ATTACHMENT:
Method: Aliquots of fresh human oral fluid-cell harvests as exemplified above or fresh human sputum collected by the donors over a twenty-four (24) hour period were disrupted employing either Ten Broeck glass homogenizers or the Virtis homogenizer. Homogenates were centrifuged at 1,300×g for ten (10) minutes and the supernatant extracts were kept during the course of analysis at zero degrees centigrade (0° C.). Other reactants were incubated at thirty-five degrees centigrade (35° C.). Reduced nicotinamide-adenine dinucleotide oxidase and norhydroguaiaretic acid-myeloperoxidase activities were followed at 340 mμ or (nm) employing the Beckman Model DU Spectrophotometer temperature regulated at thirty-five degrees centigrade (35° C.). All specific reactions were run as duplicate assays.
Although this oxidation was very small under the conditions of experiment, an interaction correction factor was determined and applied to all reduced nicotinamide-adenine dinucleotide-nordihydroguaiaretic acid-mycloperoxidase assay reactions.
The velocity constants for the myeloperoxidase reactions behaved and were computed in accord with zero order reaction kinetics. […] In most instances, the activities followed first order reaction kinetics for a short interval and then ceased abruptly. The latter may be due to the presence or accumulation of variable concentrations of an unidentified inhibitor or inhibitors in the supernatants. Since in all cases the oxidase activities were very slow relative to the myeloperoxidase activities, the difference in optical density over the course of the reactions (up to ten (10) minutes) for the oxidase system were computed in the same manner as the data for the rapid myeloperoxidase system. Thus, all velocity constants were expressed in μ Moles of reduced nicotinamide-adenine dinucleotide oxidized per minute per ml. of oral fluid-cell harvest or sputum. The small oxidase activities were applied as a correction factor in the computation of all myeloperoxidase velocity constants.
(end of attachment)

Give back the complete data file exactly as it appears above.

Method: Aliquots of fresh human oral fluid-cell harvests as exemplified above or fresh human sputum collected by the donors over a twenty-four (24) hour period were disrupted employing either Ten Broeck glass homogenizers or the Virtis homogenizer. Homogenates were centrifuged at 1,300×g for ten (10) minutes and the supernatant extracts were kept during the course of analysis at zero degrees centigrade (0° C.). Other reactants were incubated at thirty-five degrees centigrade (35° C.). Reduced nicotinamide-adenine dinucleotide oxidase and norhydroguaiaretic acid-myeloperoxidase activities were followed at 340 mμ or (nm) employing the Beckman Model DU Spectrophotometer temperature regulated at thirty-five degrees centigrade (35° C.). All specific reactions were run as duplicate assays.
Although this oxidation was very small under the conditions of experiment, an interaction correction factor was determined and applied to all reduced nicotinamide-adenine dinucleotide-nordihydroguaiaretic acid-mycloperoxidase assay reactions.
The velocity constants for the myeloperoxidase reactions behaved and were computed in accord with zero order reaction kinetics. […] In most instances, the activities followed first order reaction kinetics for a short interval and then ceased abruptly. The latter may be due to the presence or accumulation of variable concentrations of an unidentified inhibitor or inhibitors in the supernatants. Since in all cases the oxidase activities were very slow relative to the myeloperoxidase activities, the difference in optical density over the course of the reactions (up to ten (10) minutes) for the oxidase system were computed in the same manner as the data for the rapid myeloperoxidase system. Thus, all velocity constants were expressed in μ Moles of reduced nicotinamide-adenine dinucleotide oxidized per minute per ml. of oral fluid-cell harvest or sputum. The small oxidase activities were applied as a correction factor in the computation of all myeloperoxidase velocity constants.